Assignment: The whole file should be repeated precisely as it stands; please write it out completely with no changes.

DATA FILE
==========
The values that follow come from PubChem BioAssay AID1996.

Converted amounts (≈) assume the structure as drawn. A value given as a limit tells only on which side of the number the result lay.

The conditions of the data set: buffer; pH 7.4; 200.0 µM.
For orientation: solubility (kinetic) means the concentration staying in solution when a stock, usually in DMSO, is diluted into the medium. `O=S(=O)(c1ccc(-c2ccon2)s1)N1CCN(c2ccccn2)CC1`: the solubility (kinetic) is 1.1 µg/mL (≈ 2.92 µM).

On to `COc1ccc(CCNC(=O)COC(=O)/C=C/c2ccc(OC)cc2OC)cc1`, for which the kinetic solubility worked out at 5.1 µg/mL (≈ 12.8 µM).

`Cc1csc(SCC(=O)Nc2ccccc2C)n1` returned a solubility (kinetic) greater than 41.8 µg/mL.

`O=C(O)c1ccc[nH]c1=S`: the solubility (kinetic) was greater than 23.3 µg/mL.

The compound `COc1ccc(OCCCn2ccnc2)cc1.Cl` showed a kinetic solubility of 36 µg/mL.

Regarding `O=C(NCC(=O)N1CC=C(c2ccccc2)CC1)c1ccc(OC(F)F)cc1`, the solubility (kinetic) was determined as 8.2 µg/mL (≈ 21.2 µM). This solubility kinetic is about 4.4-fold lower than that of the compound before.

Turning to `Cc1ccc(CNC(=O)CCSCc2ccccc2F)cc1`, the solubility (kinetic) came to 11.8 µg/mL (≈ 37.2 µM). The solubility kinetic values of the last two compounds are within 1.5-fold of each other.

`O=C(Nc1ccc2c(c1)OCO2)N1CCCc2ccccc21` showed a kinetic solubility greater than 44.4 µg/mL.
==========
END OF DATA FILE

The values that follow come from PubChem BioAssay AID1996.

Converted amounts (≈) assume the structure as drawn. A value given as a limit tells only on which side of the number the result lay.

The conditions of the data set: buffer; pH 7.4; 200.0 µM.
For orientation: solubility (kinetic) means the concentration staying in solution when a stock, usually in DMSO, is diluted into the medium. `O=S(=O)(c1ccc(-c2ccon2)s1)N1CCN(c2ccccn2)CC1`: the solubility (kinetic) is 1.1 µg/mL (≈ 2.92 µM).

On to `COc1ccc(CCNC(=O)COC(=O)/C=C/c2ccc(OC)cc2OC)cc1`, for which the kinetic solubility worked out at 5.1 µg/mL (≈ 12.8 µM).

`Cc1csc(SCC(=O)Nc2ccccc2C)n1` returned a solubility (kinetic) greater than 41.8 µg/mL.

`O=C(O)c1ccc[nH]c1=S`: the solubility (kinetic) was greater than 23.3 µg/mL.

The compound `COc1ccc(OCCCn2ccnc2)cc1.Cl` showed a kinetic solubility of 36 µg/mL.

Regarding `O=C(NCC(=O)N1CC=C(c2ccccc2)CC1)c1ccc(OC(F)F)cc1`, the solubility (kinetic) was determined as 8.2 µg/mL (≈ 21.2 µM). This solubility kinetic is about 4.4-fold lower than that of the compound before.

Turning to `Cc1ccc(CNC(=O)CCSCc2ccccc2F)cc1`, the solubility (kinetic) came to 11.8 µg/mL (≈ 37.2 µM). The solubility kinetic values of the last two compounds are within 1.5-fold of each other.

`O=C(Nc1ccc2c(c1)OCO2)N1CCCc2ccccc21` showed a kinetic solubility greater than 44.4 µg/mL.